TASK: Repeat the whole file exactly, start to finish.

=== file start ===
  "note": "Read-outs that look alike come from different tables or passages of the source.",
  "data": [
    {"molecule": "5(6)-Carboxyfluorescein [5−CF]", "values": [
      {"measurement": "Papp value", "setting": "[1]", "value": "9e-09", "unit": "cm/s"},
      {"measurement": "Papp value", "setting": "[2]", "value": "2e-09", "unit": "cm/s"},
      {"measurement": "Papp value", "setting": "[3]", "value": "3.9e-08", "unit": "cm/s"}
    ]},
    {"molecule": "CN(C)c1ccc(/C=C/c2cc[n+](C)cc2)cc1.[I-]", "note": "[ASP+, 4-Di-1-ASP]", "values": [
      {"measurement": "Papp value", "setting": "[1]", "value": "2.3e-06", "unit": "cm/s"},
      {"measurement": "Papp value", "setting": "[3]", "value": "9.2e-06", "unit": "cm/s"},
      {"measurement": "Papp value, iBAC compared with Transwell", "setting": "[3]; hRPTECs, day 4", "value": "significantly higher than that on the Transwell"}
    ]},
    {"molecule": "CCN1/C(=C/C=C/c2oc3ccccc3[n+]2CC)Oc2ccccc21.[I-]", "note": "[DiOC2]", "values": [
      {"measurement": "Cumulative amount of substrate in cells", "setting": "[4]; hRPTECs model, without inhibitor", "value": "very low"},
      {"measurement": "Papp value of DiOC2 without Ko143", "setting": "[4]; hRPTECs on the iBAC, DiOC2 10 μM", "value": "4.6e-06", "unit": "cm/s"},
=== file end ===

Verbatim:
  "note": "Read-outs that look alike come from different tables or passages of the source.",
  "data": [
    {"molecule": "5(6)-Carboxyfluorescein [5−CF]", "values": [
      {"measurement": "Papp value", "setting": "[1]", "value": "9e-09", "unit": "cm/s"},
      {"measurement": "Papp value", "setting": "[2]", "value": "2e-09", "unit": "cm/s"},
      {"measurement": "Papp value", "setting": "[3]", "value": "3.9e-08", "unit": "cm/s"}
    ]},
    {"molecule": "CN(C)c1ccc(/C=C/c2cc[n+](C)cc2)cc1.[I-]", "note": "[ASP+, 4-Di-1-ASP]", "values": [
      {"measurement": "Papp value", "setting": "[1]", "value": "2.3e-06", "unit": "cm/s"},
      {"measurement": "Papp value", "setting": "[3]", "value": "9.2e-06", "unit": "cm/s"},
      {"measurement": "Papp value, iBAC compared with Transwell", "setting": "[3]; hRPTECs, day 4", "value": "significantly higher than that on the Transwell"}
    ]},
    {"molecule": "CCN1/C(=C/C=C/c2oc3ccccc3[n+]2CC)Oc2ccccc21.[I-]", "note": "[DiOC2]", "values": [
      {"measurement": "Cumulative amount of substrate in cells", "setting": "[4]; hRPTECs model, without inhibitor", "value": "very low"},
      {"measurement": "Papp value of DiOC2 without Ko143", "setting": "[4]; hRPTECs on the iBAC, DiOC2 10 μM", "value": "4.6e-06", "unit": "cm/s"},